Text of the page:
Equalities tsar Trevor Phillips’ comments that diversity should be taken away from the HR function has prompted huge debate inside and outside the profession. Two experts argue their case.
FOR: Diversity should stay within HR
Dianah Worman, Diversity adviser, Chartered Institute of Personnel and Development (CIPD)
The strong business case for diversity that people management professionals have been making for years is intimately linked with a wide range of other good people management and development practices, which together make a real difference to productivity and organisational performance. Diversity goes hand in hand with effective recruitment, talent management, motivation and development of people. Government challenges, such as increasing the number of people in work and driving up the UK skills base, require diversity to be embedded within the other HR practices that are needed to meet these agendas.
No-one would argue with Trevor Phillips’ assertion that the successful management of diversity requires the active engagement of line managers. But it is HR professionals who are best placed to drive the diversity agenda, influencing line managers and other employees to ensure diversity becomes embedded within all HR policies and procedures.
It is counter-productive to segregate diversity as a separate discipline, with standalone standards and qualifications. The credibility and effectiveness of diversity professionals is enhanced if their work contributes to a comprehensive people management strategy. And, indeed, CIPD research shows the vast majority of people with responsibility for diversity in their organisations hold this as part of a wider HR role.
Those calling for a separate body for diversity should also consider the business they are asking to be created. The establishment and effective operation of a chartered membership organisation requires significant resources. Any such body would need to establish, maintain and quality-assure the delivery of qualifications against rigorous standards. It would also need to provide substantial membership benefits and information resources, accessible to all in a 21st-century, web-savvy world. It is difficult to see how a new body could secure the financial resources to achieve all this, and an under-resourced fledgling body would risk undermining the case for diversity.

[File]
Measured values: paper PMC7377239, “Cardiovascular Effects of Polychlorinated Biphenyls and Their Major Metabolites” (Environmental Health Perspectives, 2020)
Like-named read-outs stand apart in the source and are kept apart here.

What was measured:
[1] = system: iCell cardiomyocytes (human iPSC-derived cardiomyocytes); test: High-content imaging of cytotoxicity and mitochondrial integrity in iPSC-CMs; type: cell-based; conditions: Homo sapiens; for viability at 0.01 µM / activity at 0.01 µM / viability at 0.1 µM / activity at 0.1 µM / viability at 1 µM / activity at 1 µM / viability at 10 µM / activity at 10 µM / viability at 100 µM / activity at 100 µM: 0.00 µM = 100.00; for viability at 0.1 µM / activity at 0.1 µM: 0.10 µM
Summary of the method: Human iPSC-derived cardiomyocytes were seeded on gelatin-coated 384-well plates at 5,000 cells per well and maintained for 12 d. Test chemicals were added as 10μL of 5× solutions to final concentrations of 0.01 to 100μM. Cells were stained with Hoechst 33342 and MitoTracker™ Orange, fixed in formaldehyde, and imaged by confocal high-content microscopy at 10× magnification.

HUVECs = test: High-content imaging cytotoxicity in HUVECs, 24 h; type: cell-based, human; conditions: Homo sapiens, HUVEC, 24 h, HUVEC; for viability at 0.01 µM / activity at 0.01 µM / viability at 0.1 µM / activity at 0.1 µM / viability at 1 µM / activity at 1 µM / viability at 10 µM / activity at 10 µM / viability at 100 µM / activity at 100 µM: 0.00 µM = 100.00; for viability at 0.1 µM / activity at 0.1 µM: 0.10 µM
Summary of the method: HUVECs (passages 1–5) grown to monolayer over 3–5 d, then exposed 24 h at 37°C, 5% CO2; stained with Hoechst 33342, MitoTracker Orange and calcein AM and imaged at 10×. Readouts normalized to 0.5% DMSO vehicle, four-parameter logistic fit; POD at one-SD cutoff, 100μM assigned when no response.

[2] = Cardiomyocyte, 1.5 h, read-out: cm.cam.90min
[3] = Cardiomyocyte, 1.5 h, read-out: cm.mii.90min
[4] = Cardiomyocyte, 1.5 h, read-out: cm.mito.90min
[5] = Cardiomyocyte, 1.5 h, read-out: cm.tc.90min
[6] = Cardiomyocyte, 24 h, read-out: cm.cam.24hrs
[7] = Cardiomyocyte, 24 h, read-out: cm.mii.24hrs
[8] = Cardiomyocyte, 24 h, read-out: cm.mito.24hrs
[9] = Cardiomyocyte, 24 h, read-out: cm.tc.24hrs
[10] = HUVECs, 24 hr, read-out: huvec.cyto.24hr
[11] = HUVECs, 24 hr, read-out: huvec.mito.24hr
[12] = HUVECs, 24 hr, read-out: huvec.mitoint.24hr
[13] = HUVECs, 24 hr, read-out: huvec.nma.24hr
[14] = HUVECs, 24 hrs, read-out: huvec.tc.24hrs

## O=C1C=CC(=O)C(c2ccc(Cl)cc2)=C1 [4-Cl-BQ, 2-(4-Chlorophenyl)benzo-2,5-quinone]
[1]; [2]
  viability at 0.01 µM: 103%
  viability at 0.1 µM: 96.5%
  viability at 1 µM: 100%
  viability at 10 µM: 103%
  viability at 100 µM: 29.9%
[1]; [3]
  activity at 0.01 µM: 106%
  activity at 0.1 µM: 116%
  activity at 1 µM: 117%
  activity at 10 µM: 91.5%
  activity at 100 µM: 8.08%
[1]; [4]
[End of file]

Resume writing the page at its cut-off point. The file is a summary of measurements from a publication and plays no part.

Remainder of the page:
The CIPD remains committed to producing leading-edge research and guidance on diversity. We are already the most effective and relevant professional body for anyone responsible for delivering a more diverse workforce, and putting diversity into a narrow functional box risks undermining its impact. Those of us who have championed the cause of diversity should be wary of signing up to a superficially attractive, but ultimately half-baked initiative designed to appeal only to the most specialist among us. Rather, we should focus on making our case unarguable, and weaving it into the very fabric of the organisations we work for.
AGAINST: Diversity is ‘ghettoised’ in HR
James Traeger, senior consultant, Roffey Park Institute
For a long time at Roffey Park, we have been building the approach to diversity into our organisational development and strategy programmes, seeing it as more than just another policy adjunct to HR.
In our experience, the most successful businesses we work with consider diversity and inclusion in terms of the ‘how’, not just the ‘who’. It is frustrating sometimes to see this issue being kept in the province of a ‘numbers game’, when actually it should be at the heart of how we think about and plan our businesses.
Missing the point
Our own research at Roffey Park shows that those organisations failing to address issues of diversity and equality are unlikely to find and employ the best talent, and risk throwing away their competitive advantage in a quickly changing global marketplace.
But all too often, leaders may miss the point here. It’s as if the chief executive hears about this risk and says: “Take a letter, Miss Jones. Tell HR we need to be thinking differently.” Meanwhile, it’s not his problem. Taking this gender point forward, many studies have shown that for women, making the organisation an interesting and welcoming place for them to work is as important, if not more important, than making sure they are recruited in the first place. Otherwise, as Suzanne Franks says in her book Having None of It: Women, Men and the Future of Work, they have a choice of continuing to feel like a stranger in a strange land, or leaving, or ‘going native’.
Of course, the HR dimension of diversity is important, but it can lead to a tendency to ghettoise it as an issue. The fact that we ‘take’ diversity and ‘put it with HR’ exhibits the very objectifying, overly rational (and dare I say white, western, male) viewpoint, which hankers after such boxed-in certainties, and is precisely why so many organisations these days struggle with the complexities and ambiguities we all face.
Forward-looking businesses know this, and are building diversity into their very fabric. We are currently doing some research with a leading global professional services company, looking at how its clients factor diversity into their buying decisions.
There is an aboriginal saying: “Knowledge is only a rumour until it gets in your muscles.” In short, until diversity is in the muscle of what we do as organisations, it will continue to be just a rumour.
This response was co-written with Alok Singh from Roffey Park